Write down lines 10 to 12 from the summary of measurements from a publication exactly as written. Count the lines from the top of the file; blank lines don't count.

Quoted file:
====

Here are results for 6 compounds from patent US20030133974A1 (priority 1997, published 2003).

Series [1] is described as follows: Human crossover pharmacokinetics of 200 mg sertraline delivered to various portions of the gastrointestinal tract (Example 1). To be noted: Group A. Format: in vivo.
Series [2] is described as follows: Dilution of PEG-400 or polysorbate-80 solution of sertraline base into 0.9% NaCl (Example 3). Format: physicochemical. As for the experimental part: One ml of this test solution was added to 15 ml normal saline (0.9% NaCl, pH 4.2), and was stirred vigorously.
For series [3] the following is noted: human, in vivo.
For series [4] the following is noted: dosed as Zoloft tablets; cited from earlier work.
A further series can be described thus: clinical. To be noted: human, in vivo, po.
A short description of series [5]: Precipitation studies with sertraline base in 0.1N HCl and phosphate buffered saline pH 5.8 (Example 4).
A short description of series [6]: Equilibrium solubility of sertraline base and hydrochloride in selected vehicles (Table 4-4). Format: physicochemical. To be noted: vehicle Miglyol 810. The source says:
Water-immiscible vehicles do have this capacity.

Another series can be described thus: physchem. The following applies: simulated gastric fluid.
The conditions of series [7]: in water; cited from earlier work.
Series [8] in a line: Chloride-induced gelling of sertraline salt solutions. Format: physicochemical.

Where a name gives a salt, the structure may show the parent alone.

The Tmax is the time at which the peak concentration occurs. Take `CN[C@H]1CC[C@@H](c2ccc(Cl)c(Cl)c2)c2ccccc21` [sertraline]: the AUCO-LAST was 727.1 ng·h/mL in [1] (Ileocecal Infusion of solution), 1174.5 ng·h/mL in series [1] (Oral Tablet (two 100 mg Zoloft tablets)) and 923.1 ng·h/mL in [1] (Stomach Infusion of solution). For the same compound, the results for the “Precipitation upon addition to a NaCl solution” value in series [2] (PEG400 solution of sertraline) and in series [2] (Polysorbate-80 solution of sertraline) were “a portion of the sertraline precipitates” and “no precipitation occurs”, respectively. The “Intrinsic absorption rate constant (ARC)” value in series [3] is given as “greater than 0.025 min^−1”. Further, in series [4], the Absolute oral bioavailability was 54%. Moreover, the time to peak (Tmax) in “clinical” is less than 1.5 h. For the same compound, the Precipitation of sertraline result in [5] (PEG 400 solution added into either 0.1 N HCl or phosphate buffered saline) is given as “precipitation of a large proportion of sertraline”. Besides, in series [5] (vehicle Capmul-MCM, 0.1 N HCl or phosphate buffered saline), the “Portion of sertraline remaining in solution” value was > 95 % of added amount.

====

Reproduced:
Another series can be described thus: physchem. The following applies: simulated gastric fluid.
The conditions of series [7]: in water; cited from earlier work.
Series [8] in a line: Chloride-induced gelling of sertraline salt solutions. Format: physicochemical.